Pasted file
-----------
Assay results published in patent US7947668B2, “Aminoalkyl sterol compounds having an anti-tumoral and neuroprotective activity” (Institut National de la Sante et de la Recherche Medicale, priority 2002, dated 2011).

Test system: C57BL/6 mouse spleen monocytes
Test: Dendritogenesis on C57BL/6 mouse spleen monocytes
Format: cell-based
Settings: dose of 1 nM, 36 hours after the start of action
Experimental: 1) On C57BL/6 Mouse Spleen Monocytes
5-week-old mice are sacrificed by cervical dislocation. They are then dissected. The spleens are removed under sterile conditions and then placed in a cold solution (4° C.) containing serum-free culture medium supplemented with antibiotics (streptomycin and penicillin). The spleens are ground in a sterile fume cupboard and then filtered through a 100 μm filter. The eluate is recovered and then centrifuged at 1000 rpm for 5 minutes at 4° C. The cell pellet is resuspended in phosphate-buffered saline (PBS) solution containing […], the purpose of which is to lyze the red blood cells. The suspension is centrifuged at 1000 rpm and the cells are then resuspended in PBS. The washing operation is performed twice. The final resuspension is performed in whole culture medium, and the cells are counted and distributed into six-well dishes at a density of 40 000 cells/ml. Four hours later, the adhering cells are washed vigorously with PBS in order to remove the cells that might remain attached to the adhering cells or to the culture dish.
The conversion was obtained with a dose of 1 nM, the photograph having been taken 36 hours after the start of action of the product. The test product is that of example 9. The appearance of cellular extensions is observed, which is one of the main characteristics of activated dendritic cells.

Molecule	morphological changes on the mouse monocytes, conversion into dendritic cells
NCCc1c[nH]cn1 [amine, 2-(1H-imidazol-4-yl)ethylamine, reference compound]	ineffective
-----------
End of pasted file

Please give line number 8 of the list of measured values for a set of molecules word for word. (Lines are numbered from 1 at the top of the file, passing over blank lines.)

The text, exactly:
The conversion was obtained with a dose of 1 nM, the photograph having been taken 36 hours after the start of action of the product. The test product is that of example 9. The appearance of cellular extensions is observed, which is one of the main characteristics of activated dendritic cells.